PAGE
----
Take the 2-minute tour ×
Stack Overflow is a question and answer site for professional and enthusiast programmers. It's 100% free, no registration required.

Possible Duplicate:
Could anyone explain these undefined behaviors (i = i++ + ++i , i = i++, etc…)
Is there any difference between the Java and C++ operators?

Why unary operators give different result in c++ and java?

Check this out:

int i = 1;
i = i++ + ++i;
print i  (with cout or println)

In java: prints 4

In c++: prints 5

Why ?

share|improve this question

marked as duplicate by Oliver Charlesworth, Bo Persson, Steve Jessop, Daniel Fischer, alain.janinm Jul 3 '12 at 13:05

This question has been asked before and already has an answer. If those answers do not fully address your question, please ask a new question.

5  
This prints 4 for me in Java. –  Keppil Jul 3 '12 at 12:44
3  
This is undefined behaviour. There are many, many posts. A quick search suggests stackoverflow.com/questions/4176328/… and stackoverflow.com/questions/4638364/… to start with. Also note I get 5 with g++. –  BoBTFish Jul 3 '12 at 12:44
    
@Daniel Fischer: jdk1.6.0_31 –  Keppil Jul 3 '12 at 12:48
    
@Keppil Thanks, but actually, I'm not sure whether the cited comment was correct, so deleted mine. –  Daniel Fischer Jul 3 '12 at 12:49
    
Yap! Sorry @Keppil . The prints were changed. Sorry :-P –  joao Jul 3 '12 at 13:00

6 Answers 6

up vote 8 down vote accepted

In C++ the behavior of a statement such as i = i++ + ++i; is actually undefined so the fact that the behavior differs is not so surprising.

In fact it shouldn't be surprising if two different C++-compilers produce different behavior for the C++ statement i = i++ + ++i;.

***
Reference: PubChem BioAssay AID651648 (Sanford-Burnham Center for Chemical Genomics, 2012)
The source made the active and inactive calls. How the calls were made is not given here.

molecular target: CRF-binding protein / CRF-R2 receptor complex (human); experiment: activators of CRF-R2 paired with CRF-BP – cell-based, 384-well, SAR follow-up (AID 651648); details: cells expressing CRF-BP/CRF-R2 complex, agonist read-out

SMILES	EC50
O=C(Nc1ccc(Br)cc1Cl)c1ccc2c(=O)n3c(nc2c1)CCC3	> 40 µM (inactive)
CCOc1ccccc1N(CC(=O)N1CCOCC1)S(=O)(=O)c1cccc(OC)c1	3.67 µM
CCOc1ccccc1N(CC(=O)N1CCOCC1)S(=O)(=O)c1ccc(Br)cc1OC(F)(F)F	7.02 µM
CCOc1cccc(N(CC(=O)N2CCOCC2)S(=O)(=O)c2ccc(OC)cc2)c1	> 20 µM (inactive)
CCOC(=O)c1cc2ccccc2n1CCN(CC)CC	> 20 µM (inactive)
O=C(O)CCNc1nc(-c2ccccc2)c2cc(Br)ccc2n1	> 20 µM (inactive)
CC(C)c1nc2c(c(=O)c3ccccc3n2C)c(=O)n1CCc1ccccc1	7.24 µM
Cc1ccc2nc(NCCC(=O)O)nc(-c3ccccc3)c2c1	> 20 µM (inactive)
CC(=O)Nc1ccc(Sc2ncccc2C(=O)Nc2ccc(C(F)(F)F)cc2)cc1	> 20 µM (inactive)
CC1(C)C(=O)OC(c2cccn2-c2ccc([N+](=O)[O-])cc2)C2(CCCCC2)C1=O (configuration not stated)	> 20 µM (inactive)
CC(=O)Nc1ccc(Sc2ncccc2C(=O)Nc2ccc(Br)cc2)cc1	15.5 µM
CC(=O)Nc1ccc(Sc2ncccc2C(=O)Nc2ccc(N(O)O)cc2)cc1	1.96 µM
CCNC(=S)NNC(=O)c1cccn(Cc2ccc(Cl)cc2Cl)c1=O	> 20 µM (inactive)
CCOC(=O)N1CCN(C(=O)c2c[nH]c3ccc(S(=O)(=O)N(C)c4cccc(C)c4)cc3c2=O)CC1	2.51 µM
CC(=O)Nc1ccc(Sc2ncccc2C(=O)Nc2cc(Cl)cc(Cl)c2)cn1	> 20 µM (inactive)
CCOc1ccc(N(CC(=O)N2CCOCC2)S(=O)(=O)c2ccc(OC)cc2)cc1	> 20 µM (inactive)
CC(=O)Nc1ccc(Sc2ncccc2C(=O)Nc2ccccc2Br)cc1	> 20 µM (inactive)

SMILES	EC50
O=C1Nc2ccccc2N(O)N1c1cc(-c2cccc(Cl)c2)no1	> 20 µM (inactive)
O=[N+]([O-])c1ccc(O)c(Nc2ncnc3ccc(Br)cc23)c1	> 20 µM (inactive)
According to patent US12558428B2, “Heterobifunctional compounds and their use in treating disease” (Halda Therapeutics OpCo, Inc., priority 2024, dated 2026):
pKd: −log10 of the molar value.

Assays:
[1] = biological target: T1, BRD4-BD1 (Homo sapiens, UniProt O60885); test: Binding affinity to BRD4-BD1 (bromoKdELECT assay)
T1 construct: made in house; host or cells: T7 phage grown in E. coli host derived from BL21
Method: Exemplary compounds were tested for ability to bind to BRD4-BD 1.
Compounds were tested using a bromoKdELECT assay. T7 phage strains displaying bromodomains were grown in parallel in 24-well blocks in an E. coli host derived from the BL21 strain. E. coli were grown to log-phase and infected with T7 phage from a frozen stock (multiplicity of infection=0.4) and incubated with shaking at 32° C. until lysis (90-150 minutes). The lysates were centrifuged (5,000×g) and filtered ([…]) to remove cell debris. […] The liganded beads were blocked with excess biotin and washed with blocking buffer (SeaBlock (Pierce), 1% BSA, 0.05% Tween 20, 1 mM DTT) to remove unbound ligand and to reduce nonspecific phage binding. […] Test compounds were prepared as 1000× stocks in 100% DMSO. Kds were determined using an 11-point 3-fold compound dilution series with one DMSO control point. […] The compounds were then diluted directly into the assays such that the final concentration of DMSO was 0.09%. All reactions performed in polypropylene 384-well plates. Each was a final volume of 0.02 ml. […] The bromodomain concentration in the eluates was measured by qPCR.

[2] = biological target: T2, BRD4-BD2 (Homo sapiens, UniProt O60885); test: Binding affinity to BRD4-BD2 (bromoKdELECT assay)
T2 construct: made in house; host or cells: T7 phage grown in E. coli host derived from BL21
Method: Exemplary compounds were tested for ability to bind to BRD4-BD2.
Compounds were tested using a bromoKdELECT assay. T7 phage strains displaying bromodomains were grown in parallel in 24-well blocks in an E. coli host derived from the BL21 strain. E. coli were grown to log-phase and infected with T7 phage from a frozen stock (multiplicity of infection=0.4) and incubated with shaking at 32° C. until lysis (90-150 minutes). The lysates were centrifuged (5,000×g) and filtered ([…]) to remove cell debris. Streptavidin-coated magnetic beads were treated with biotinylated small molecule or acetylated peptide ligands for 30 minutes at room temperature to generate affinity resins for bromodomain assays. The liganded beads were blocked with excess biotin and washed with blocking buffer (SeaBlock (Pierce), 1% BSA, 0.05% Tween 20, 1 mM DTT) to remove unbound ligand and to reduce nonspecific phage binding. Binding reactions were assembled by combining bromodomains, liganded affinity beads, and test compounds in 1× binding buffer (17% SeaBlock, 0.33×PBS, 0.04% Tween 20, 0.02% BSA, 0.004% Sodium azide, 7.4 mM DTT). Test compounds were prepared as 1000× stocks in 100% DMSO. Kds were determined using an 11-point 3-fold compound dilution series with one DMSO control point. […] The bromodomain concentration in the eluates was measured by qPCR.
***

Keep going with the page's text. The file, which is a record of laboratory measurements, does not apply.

Related question:

share|improve this answer
5  
Java actually specifies the value of this expression, where C++ leaves it up to the compiler. –  Louis Wasserman Jul 3 '12 at 12:43
    
C++ actually leaves it up to the hardware. Java doesn't have that problem, it only runs on the JVM. –  Bo Persson Jul 3 '12 at 12:53
1  
@BoPersson: I don't think it is about the hardware, though. –  nhahtdh Jul 3 '12 at 13:06
    
@nhahtdh - But I do. I have seen references to systems where the memory bus would lock on a simultaneous read and write to the same address. That's why it is undefined, and not just unspecified. –  Bo Persson Jul 3 '12 at 13:12
    
In some cases I'm sure the compiler leaves it to the hardware. Whether or not this was the reason the language creators chose to make it undefined no one except themselves know. –  aioobe Jul 3 '12 at 13:16

it better explained with this code:

int i = 1;
int j =0;
j = i++ + ++i;
print j  (with cout or println)

In java the i++ and ++i have the same result i is incremented by 1 so you do: 2 + 3 = 5 i will be 5 afterwards. j will be 5 afterwards

in c++ i++ and ++i behave differently i++ increments in place while ++i increments afterwards.

so it reads 2+ 2. j will be 4 and i will be 5.

share|improve this answer
1  
You're wrong about Java it's 1 + 3 not 2 +3, hence the result is 4 not 5. –  alain.janinm Jul 3 '12 at 13:04

C++ and Java are different languages so there is different effect. See operators priority.

In Java ++ (postfix and prefix) are on same line, while in C++ they are with different priority.